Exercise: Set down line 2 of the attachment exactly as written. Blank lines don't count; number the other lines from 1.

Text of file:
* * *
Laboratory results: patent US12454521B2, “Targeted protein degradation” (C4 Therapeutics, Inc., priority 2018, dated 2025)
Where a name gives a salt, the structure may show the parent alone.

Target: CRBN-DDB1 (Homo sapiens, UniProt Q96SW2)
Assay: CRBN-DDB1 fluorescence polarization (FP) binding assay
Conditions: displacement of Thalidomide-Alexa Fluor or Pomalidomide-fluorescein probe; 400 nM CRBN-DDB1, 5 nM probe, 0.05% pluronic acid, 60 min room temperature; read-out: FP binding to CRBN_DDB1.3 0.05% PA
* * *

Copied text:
Where a name gives a salt, the structure may show the parent alone.